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Well, nearly a year after starting out last time, here we go again, setting off on our long distance walk, 192 miles ahead await – adventure here we come!!!!
After being picked up at Kirkby Stephen by Packhorse, we were dropped off at St Bees. The weather was absolutely gorgeous – hot and bright blue sky. Day - trippers looked on bemused as our walk started with the traditional trip down to the sea, luckily this year the tide was in and it was only a short walk over the foreshore to dip our toes in the Irish sea - then came the serious challenge of choosing the pebble (or in my case 3) to carry with us on our journey. Off we went uphill to St. Bees Head. There were various people around us heading in the same direction – who else was also setting off on the C2C?
We made height quite quickly. I was relieved – my legs were not hurting – a good sign! Soon heading along the coast path before walking down towards Fleswick Bay.
This is a very pebbly beach. There were 2 people on the beach looking out seawards with binoculars in hand watching the seabirds. As we looked up we noticed a sea mist drifting in. By the time we got back to the top of the cliffs visibility was poor making it impossible to see very far and the two birdwatchers became blotches in a grey landscape. Mist swirled around the lighthouse, a distant blur as we went past and a sign of things to come.
The sea mist soon cleared and visibility improved. All too soon we were heading away from the sea and striding out towards Sandwith – 5 miles covered already!
After Sandwith, we crossed through fields, coming across our first Coast-to-Coaster – a young American girl whose name we could never catch. She was backpacking, wearing trainers and a short skirt – religiously following Henry Stedman’s book. She was a little confused by the directions though and at a junction of paths unsure of which one to take - one of the drawbacks of just following a book. Hesitantly she followed us as we looked at the route on our maps and decided that the path she was initially going to take, the one we were following, was the right one. A bit further on, as we followed our plotted route on the map she called out, stopping us from walking into a wood, pointing out a signposted path, one of the drawbacks of not following signs!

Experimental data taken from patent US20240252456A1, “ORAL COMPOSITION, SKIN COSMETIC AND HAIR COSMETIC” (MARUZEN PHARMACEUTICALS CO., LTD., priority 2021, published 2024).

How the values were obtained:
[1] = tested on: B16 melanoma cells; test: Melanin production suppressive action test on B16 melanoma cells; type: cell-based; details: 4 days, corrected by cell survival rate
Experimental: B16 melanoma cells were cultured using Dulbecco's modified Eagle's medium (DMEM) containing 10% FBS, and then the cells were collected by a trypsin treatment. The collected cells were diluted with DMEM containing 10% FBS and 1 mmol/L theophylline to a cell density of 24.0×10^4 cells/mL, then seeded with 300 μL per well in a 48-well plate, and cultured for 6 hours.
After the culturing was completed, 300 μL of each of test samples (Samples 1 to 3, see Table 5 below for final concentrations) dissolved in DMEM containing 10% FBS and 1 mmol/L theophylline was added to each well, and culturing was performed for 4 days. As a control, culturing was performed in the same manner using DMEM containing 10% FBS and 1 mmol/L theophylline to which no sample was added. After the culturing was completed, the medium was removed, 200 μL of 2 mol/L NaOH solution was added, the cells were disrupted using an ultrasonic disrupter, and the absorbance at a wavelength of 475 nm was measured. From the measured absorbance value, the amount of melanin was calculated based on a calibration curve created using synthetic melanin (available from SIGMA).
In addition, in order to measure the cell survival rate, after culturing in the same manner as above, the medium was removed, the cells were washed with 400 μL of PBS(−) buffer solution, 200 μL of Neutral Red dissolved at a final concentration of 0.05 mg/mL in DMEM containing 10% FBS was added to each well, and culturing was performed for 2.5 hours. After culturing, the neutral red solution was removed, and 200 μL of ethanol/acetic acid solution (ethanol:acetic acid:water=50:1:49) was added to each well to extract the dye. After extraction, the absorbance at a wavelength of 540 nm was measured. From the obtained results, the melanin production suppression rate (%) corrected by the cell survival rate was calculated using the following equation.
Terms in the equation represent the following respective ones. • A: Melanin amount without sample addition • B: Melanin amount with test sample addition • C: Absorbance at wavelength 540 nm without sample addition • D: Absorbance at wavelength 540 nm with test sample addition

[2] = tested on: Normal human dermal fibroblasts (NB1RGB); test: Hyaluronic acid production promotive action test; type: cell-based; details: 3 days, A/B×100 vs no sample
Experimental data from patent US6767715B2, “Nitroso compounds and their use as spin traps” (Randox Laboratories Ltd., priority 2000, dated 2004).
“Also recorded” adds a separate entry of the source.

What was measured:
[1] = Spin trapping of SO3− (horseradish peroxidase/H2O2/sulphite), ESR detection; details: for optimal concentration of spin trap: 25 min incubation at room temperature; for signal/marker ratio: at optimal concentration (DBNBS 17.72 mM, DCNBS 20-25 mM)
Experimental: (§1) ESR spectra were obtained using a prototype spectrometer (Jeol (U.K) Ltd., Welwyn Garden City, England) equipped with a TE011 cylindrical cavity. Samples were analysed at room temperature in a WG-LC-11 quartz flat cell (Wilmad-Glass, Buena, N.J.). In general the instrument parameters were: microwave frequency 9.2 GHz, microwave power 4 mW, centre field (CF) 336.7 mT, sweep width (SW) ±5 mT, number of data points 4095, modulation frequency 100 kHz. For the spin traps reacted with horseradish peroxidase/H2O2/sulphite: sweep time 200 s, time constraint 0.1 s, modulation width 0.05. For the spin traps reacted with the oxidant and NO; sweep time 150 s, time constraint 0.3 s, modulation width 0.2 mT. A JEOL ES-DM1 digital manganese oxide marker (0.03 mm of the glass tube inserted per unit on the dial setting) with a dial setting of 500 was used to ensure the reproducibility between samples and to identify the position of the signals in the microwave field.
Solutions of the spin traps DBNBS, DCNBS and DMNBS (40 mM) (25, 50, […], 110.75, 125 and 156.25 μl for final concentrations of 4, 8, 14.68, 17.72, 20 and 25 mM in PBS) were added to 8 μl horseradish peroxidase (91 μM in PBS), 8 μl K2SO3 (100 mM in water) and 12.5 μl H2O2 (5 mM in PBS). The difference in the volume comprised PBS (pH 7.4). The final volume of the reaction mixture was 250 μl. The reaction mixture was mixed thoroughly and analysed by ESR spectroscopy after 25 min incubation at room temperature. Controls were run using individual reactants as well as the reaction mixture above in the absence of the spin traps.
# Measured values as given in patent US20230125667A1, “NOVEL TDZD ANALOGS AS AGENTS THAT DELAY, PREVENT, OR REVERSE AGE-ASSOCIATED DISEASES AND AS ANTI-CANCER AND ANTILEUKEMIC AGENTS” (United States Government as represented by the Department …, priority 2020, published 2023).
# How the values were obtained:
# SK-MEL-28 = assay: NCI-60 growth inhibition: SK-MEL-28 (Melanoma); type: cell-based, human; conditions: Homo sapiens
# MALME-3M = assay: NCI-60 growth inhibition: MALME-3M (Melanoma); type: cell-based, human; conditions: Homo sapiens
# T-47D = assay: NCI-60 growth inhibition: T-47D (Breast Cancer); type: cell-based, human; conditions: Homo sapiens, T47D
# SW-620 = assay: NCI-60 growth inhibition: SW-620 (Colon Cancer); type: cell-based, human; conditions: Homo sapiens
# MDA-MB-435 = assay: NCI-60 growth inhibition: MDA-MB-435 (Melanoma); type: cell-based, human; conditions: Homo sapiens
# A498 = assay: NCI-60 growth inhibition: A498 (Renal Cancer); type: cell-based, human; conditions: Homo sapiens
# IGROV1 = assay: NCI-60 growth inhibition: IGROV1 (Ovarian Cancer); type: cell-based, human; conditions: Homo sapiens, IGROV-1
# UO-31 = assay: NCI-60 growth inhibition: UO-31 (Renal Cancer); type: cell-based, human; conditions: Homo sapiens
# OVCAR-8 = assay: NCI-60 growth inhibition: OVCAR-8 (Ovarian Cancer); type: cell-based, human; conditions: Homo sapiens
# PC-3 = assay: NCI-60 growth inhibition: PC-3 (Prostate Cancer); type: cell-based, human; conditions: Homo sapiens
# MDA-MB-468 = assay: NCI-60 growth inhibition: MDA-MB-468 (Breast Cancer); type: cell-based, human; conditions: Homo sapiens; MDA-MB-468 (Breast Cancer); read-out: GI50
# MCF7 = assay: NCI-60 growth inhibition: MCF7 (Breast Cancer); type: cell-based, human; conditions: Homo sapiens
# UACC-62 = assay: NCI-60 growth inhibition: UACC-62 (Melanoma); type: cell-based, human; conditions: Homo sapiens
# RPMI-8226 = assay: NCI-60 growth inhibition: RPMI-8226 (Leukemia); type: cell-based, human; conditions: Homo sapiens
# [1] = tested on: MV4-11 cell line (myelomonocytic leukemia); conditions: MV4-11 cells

A short distance later our route turned off the main track to follow some steps up the side of a bridge leading on to a disused railway track. The American Girl followed us and then quickly turned back exclaiming that “it was not in the book” and she wanted to stick to the route (even though this alternative route is mentioned – and in fact even recommended – see page 73). We followed the track, turning off where the sign post recommended you should rejoin the guide book route. At this point last year I was convinced that we had continued further on the track, completely bypassing Moor Row but Kev swore blind that this was where we had turned off last year. Guess who was right! Yes, me!
So, we came out on a dreary road at Moor Row – following a group of French walkers and the American Girl, through some kissing gates (which was great fun, as we are great traditionalists at kissing gates!), before crossing the dismantled railway again. See no need to leave it in the first place! Then continued down until we arrived at Cleator.
Ahead of us was the long climb up Dent. It was with relief that we reached the summit - just behind a guy wearing full army combat gear and a large rucksack. Another Coast-to-Coaster? Another Nigel from 2007? Nope, after a quick rest and a chat into his walkie - talkie, he was soon striding back down the hill. We were reliably informed by two other walkers that he did this route every week, always getting to the summit at the same time. How did they know we wondered?